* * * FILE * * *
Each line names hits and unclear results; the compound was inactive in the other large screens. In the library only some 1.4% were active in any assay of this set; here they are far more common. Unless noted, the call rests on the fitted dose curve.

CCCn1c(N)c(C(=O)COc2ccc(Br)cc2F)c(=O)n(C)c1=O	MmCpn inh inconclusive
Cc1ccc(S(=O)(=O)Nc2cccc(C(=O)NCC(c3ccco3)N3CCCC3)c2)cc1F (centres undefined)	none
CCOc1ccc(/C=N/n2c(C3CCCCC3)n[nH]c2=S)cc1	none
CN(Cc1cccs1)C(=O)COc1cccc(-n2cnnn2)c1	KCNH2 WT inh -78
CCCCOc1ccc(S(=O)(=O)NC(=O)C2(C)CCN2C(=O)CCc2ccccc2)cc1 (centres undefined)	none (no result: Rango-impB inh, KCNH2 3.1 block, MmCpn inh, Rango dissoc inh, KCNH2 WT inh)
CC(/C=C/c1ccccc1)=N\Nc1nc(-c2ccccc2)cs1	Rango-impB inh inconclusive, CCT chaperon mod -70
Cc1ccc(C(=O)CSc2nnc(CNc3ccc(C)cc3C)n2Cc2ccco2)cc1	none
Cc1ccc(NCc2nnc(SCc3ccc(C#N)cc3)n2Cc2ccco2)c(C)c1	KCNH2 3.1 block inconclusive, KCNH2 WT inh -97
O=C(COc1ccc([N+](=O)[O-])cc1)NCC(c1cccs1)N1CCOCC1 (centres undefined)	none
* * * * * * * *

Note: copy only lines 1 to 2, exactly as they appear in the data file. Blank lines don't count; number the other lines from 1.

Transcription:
Each line names hits and unclear results; the compound was inactive in the other large screens. In the library only some 1.4% were active in any assay of this set; here they are far more common. Unless noted, the call rests on the fitted dose curve.

CCCn1c(N)c(C(=O)COc2ccc(Br)cc2F)c(=O)n(C)c1=O	MmCpn inh inconclusive